As Made Here Now moves into Phase Three which will see the UK-wide initiative create special educational packages aimed at teachers and manufacturers, six new sponsors have agreed funding towards this work.
Manufacturers Harwin, Plessey Semiconductors and Gripple, trade organisation the Manufacturing Technologies Association (MTA), charity Comino Foundation, and Santander Bank all sponsored Phase Two of the project and have now agreed funding for Phase Three.
Phase Two saw a new website launched full of compelling photographs, videos and stories about manufacturing and the new stage of the UK-wide initiative is now starting.
David Perry, trustee at the Comino Foundation, said: “With the school curriculum diminishing pupils' involvement in technical and creative subjects the Comino Foundation is as determined as ever to support youngsters' insights into manufacturing industry and to encourage them to consider careers in the field. Made Here Now helps give those insights and is valuably up to date.”
Michael LeGoff, CEO of Plessey Semiconductors said: “The Made Here Now project forms part of our pledge to promote engineering and manufacturing as an exciting career path for talented young people from a variety of backgrounds. In addition to encouraging innovation in the sector. Plessey strongly believes that raising the profile of the technology and manufacturing sector, the UK will remain a globally competitive nation."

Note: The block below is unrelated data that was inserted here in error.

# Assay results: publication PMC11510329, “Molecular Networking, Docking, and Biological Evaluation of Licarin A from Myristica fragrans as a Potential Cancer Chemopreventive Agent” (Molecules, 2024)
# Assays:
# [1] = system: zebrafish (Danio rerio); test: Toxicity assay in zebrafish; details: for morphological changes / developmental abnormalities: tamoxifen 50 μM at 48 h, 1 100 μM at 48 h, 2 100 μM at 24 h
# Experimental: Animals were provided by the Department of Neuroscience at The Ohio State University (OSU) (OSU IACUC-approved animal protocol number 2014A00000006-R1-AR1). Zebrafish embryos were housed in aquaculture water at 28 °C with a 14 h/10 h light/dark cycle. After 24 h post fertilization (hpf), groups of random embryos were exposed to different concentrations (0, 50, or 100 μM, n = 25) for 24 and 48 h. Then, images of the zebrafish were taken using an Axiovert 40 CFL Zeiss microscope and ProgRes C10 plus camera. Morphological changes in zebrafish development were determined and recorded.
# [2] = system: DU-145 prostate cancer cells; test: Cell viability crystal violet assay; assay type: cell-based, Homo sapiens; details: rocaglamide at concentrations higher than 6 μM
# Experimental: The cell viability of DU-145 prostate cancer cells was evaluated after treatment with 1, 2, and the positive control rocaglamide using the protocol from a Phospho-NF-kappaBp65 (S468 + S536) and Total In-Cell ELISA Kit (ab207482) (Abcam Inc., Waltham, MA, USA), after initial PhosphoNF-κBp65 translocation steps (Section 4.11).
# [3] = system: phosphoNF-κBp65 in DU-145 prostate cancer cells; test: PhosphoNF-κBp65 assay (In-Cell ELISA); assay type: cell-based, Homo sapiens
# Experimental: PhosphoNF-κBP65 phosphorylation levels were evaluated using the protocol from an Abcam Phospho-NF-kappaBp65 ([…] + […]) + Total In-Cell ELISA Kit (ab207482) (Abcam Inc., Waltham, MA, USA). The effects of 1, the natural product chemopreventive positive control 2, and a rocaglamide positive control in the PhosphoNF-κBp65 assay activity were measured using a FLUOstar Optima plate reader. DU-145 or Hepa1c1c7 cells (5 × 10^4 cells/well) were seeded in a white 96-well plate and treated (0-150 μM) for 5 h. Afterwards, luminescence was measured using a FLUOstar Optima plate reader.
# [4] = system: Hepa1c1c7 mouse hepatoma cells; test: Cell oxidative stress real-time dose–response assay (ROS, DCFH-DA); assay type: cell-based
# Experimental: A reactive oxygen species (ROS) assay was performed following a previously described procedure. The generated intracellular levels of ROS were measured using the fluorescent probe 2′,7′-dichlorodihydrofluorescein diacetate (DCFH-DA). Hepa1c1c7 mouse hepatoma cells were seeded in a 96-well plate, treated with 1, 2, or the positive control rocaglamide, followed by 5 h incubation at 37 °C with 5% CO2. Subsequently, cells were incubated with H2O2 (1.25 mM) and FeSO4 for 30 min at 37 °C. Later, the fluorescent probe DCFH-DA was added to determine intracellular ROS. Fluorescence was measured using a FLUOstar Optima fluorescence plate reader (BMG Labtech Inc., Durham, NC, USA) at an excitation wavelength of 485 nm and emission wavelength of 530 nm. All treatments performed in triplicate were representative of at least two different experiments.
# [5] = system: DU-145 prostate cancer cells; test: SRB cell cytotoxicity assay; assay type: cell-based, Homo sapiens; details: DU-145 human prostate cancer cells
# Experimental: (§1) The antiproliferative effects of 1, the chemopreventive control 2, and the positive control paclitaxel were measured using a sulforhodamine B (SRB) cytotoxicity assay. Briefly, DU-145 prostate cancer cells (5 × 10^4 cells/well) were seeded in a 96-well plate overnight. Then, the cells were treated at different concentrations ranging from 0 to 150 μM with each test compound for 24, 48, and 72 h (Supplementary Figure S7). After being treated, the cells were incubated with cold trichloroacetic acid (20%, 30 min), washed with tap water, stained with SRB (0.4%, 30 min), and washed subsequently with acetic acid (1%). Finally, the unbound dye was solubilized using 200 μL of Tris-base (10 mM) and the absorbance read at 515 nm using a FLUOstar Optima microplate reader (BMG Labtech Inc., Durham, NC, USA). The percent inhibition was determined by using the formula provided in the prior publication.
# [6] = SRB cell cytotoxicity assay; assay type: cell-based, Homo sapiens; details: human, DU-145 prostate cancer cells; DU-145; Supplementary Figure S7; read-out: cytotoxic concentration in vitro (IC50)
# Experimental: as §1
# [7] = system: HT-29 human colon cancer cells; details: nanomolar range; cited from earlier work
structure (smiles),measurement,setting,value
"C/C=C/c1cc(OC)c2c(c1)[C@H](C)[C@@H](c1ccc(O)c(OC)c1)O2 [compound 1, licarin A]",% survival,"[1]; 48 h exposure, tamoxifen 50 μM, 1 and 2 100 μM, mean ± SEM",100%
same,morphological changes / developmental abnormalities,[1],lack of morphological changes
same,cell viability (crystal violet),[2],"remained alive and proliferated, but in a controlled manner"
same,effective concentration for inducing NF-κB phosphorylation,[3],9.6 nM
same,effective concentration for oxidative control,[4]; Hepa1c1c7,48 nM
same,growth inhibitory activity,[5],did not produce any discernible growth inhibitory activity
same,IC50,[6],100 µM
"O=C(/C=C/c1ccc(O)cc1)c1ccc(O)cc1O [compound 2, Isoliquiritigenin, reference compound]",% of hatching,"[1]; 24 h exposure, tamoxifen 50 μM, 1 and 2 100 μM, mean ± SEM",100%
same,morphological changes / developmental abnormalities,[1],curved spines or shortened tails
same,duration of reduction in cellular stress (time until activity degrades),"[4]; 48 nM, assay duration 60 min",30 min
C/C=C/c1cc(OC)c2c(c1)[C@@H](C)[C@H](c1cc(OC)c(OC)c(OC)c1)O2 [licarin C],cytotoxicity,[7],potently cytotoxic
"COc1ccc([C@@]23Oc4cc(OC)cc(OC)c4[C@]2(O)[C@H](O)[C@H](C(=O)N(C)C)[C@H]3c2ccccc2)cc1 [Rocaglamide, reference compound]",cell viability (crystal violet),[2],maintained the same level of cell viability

Thomas Lane PR & Communications Manager at MTA said: “We are proud supporters of the Made Here Now Project. We feel it is important to get the message out about all the great innovation coming out of the UK and Made Here Now are in the right position to champion these technological advances.”
Andrew McQuilken, Managing Director at Harwin, said: “As a manufacturing company with the vast majority of our production and development resources located here in the UK, we are keen to attract the best engineering talent in order to help drive ongoing innovation.
“That is why we are putting our full support behind Made Here Now and the core aims of this initiative to encourage more young people into the sector by making them aware of the many exciting career opportunities it offers and providing them with the education pathways they need to realise their full potential,” he added.
Peter Marsh, founder of Made Here Now, says: “Our research shows that teachers and students want more, better presented information on the types of career available and the educational pathways that can be used to get there.
“We want to improve how much existing material can be used by teachers in the classroom and by manufacturers as they engage with local educational establishments. Accordingly we are creating a series of special packages (comprising text, video and illustrations) aimed at two sets of people - manufacturers and teachers - to make it easier for them to use information available on our website and elsewhere.
“That is why I am delighted to have these sponsors on board as we move into this exciting next step aimed at addressing the predicted shortage of engineers in the future as seen in the recent Uff report.
“This report says ‘Engineering underpins the UK economy to the tune of £1.2 trillion per annum and requires a doubling of the number of engineering graduates and technicians over the next ten years. Despite significant investment the future supply of engineers would not meet this demand under current arrangements’.
“The support of these sponsors is much appreciated and shows how our initiative has grabbed the attention of many organisations involved with UK manufacturing.
“With the support of our sponsors, we can now work to ensure youngsters are inspired both at school and by developing closer links with manufacturers to seek careers in engineering,” he added.
If anyone is interested in finding out about sponsoring Made Here Now, please email email@example.com